Yesterday, the Joint Legislative Audit and Review Commission issued a less-than-flattering report on the Virginia Economic Development Partnership Authority (“VEDP”). As a result, today’s post takes a look at how the Commonwealth can combat VEDP fraud using the Virginia Fraud Against Taxpayers Act.
I was wondering, recently, about the lack of qui tam actions under the Virginia Fraud Against Taxpayers Act concerning these economic development projects, and perhaps this JLARC report shows us part of the reason.
Background on the Virginia Economic Development Partnership Authority
Most if not all states have one or more organized entities tasked with promoting in-state business development; these entities also reward businesses for setting up shop in or relocating to that state. The hit Netflix series House of Cards is filmed in and around Baltimore, Maryland, for example, and it is specifically because of the Maryland Film Office and its efforts to lure more television and films to Maryland with a combination of tax breaks and other incentives.
In Virginia we also have several entities, including VEDP. In broad terms, VEDP administers incentive grant programs designed to lure businesses to Virginia, encourage existing businesses to expand operations in Virginia and to boost Virginia’s exports abroad. Since 2006, it has awarded more than $350 million to companies.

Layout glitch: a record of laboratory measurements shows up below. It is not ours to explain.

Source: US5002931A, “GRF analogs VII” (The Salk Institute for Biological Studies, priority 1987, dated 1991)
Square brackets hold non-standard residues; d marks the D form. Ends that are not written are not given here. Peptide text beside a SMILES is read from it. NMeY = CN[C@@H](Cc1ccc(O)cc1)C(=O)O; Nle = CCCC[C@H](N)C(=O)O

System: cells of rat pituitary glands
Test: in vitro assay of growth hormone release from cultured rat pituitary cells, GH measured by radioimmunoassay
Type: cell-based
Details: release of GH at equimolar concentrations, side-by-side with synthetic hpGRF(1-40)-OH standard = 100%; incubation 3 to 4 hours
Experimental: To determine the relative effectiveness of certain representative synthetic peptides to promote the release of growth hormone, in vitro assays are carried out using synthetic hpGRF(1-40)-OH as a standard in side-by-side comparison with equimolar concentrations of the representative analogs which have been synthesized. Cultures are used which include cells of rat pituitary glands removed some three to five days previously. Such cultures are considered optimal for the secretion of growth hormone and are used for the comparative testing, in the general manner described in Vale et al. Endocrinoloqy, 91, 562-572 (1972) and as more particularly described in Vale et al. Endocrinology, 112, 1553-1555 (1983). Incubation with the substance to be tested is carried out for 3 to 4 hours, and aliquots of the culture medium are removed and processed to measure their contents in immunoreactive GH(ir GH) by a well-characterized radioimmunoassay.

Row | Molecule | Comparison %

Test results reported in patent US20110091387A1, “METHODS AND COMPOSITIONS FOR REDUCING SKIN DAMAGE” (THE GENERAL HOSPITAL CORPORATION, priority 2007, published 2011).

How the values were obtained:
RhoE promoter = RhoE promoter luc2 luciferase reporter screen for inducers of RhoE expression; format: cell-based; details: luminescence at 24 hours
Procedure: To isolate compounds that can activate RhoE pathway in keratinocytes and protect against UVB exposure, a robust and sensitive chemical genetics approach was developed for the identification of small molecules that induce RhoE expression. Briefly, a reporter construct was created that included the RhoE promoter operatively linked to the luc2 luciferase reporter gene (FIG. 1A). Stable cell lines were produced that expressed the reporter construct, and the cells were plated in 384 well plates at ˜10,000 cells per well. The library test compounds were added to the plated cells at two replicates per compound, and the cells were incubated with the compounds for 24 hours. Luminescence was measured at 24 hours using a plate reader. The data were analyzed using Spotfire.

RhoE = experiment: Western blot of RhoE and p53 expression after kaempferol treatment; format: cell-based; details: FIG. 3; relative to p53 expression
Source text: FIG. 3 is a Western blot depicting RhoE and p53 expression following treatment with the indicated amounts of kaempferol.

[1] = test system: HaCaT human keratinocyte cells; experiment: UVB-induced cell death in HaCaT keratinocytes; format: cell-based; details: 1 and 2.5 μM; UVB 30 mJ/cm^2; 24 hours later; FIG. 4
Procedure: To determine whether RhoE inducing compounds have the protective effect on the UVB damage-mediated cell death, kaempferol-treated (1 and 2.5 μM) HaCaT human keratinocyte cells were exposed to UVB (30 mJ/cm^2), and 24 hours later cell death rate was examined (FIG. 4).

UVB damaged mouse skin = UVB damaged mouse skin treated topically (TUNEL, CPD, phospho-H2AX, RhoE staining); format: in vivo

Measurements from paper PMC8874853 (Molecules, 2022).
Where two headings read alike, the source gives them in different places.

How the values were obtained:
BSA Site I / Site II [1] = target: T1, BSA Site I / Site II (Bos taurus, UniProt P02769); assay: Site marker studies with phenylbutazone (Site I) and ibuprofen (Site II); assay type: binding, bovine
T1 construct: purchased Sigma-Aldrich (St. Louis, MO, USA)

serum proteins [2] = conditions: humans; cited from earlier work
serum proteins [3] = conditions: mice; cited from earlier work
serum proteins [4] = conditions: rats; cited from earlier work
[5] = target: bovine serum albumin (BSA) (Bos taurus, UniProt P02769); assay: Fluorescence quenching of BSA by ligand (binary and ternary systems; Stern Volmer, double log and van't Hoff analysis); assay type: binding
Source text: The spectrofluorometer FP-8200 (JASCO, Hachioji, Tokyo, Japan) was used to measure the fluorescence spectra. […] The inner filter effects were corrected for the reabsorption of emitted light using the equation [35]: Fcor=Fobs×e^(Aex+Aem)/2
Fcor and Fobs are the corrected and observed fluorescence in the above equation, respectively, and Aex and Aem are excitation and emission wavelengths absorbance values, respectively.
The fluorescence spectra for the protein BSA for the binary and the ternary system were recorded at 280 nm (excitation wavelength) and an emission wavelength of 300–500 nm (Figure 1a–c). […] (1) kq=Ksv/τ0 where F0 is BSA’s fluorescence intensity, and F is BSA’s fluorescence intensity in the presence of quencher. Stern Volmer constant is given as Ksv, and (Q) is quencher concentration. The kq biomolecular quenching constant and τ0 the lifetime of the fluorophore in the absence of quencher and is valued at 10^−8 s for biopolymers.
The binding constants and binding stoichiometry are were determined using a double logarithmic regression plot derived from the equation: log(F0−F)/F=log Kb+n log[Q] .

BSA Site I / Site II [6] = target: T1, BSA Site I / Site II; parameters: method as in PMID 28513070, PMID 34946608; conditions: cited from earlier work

Mind you, there is at least some evidence for the idea that all of these entities either do not work or are not worth the money that the several states pay for them, but that is a different argument.
Findings of JLARC — and the utility of the Virginia Fraud Against Taxpayers Act
As regular readers know, the Virginia Fraud Against Taxpayers Act is a very effective tool for rooting out fraud and abuse of our tax dollars. But — and this is a pretty big but — those cases can only be prosecuted where and when there are clear contractual and regulatory provisions in place.
VEDP had no documented policies and procedures for critical aspects of administering grant awards prior to January of 2016 — in other words, about the same time as the JLARC report was kicked off.
The report also includes a finding that many of the projects supported through VEDP incentive programs did not meet their performance requirements, but that finding is a given under these circumstances.
I always repeat this when I blog about fraud and the government of the Commonwealth. I do not — repeat, do not — think that Virginia has more fraud than other states — in fact I strongly suspect that we have less fraud than other states. But we have to be constantly vigilant to root out fraud and corruption wherever we can, or at least see to it that someone, somewhere has the right tools to do so.
Stay tuned for more….